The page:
Diagnostic errors in primary care often are due to failures to follow up (?close the loop?) on diagnostic tests, referrals, and symptoms. More specifically, (1) diagnostic tests and referrals often are not completed, (2) results of diagnostic tests and referrals often are not conveyed to patients and their primary care physicians, and (3) primary care physicians frequently are not informed when symptoms evolve that could alter a diagnosis. To address these gaps, our multidisciplinary team of clinicians, systems engineers, and patients will use an engineering life cycle to design systems to decrease the number of associated diagnostic errors by preventing each of these types of failures in a large primary care practice. Our proposed research employs innovative evidenced-based system engineering (SE) methods to develop highly reliable and robust processes in other industries, but not yet widely adopted in healthcare.
Our specific aims are as follows:
(Aim 1) Design, develop, and refine highly reliable ?closed loop? systems for diagnostic tests and referrals that ensure these occur within clinically- and patient-important timeframes;
(Aim 2) Design, develop, and refine a highly reliable ?closed loop? symptom monitoring system to ensure clinicians receive information about evolving symptoms of concern;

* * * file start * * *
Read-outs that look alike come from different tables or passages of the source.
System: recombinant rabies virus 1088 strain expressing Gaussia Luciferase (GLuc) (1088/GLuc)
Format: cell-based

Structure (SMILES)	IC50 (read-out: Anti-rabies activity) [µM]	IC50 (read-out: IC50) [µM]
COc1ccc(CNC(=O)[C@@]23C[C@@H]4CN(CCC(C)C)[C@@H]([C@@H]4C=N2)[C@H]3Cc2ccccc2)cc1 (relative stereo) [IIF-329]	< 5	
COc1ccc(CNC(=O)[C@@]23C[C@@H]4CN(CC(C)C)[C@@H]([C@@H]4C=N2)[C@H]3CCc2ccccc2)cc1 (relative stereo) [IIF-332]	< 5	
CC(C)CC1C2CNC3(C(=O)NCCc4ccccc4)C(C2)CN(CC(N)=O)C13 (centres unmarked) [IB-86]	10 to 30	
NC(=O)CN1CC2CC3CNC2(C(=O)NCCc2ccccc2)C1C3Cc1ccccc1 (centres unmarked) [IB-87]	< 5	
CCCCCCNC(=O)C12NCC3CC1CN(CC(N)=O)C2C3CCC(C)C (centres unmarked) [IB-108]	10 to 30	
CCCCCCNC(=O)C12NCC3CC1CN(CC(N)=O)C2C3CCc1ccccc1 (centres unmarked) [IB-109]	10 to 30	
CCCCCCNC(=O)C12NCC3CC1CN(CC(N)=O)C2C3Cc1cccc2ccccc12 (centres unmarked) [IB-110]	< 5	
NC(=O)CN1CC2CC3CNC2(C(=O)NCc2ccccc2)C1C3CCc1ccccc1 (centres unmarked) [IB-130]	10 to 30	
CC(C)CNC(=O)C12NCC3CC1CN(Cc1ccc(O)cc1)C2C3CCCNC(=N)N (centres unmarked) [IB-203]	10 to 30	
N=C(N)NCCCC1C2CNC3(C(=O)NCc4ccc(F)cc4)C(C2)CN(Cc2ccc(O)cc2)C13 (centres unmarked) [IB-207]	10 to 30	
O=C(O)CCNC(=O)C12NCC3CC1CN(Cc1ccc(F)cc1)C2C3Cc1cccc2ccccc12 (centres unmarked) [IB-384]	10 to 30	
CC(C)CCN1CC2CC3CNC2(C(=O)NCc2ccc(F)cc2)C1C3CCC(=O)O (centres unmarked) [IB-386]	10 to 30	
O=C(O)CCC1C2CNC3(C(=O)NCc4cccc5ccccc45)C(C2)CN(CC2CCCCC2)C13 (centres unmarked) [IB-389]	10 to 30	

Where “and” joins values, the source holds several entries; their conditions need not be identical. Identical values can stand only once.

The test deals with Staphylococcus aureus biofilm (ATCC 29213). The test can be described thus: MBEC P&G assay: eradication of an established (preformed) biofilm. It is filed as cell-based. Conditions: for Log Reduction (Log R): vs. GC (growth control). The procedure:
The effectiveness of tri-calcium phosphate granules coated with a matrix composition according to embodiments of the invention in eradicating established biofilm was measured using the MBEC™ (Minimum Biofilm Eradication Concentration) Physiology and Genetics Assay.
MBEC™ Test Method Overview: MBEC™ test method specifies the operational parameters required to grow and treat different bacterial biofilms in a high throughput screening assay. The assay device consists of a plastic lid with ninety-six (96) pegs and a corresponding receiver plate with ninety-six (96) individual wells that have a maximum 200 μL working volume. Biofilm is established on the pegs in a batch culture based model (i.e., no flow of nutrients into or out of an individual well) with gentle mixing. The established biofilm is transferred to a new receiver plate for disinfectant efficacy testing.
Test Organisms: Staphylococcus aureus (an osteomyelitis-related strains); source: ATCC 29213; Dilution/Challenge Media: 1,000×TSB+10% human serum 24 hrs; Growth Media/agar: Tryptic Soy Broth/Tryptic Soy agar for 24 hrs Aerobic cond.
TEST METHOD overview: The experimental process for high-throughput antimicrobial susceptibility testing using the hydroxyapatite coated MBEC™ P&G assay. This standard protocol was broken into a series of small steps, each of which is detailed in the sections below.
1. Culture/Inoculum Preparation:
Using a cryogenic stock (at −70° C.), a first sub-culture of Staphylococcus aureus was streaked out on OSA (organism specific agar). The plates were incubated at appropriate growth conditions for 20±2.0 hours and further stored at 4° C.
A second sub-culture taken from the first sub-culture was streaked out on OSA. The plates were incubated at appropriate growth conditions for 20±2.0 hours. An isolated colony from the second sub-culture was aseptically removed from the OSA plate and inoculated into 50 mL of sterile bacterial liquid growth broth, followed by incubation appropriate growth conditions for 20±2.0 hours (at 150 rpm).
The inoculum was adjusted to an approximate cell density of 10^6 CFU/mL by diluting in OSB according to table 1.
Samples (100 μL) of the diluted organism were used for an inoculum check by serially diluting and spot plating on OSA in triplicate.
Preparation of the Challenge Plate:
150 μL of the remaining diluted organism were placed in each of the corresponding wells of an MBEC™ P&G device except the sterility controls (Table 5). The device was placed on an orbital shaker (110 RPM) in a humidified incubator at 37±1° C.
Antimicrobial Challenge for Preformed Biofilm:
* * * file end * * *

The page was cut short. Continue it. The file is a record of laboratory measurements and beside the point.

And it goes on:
and (Aim 3) Ensure broader generalizability of results of Aims 1 and 2 by ensuring these new processes are effective in a community health center in an underserved community, a large telemedicine system, and a representative range of simulated other health system settings and populations. Our research hypothesis is that a methodical systems approach to closing loops on diagnostic processes will measurably improve timely completion of ordered tests, referrals, and symptom reports, leading to reductions in diagnostic errors. Key innovations of our project are the use of high reliability and human factors methods, inclusion of patients and clinicians from other practices throughout the engineering process, and combined use of statistical, qualitative, and computer modeling methods to estimate improvements both in our primary site and more broadly. Projected results include increased completion of high-risk diagnostic tests, referrals, and concerning symptoms, in turn resulting in reduced diagnostic errors, negative health outcomes, and associated costs. Learning outcomes include improved understanding of closed loop diagnostic and monitoring problems in primary care, patient engagement in solutions to such problems, and the utility of systems engineering to important healthcare problems. Our project responds to 4 of the 8 Institute of Medicine recommendations from their Improving Diagnosis in Healthcare report, the President's Council of Advisors on Science and Technology recommendation that systems engineering be applied to primary care problems, and the PSLL solicitation emphases on value-based care, safety, patient engagement, and provider burden.
Diagnostic errors in primary care are costly and can be attributable to failures or delays in follow up on diagnostic testing, referrals, and patient symptoms. The proposed research seeks to ?close the loop? on this public health problem by employing system engineering methods in three diverse healthcare practices to create a system that provides highly reliable follow-up of diagnostic tests, referrals, and symptom evolution. Results will be disseminated broadly so as to improve diagnostic safety nationally.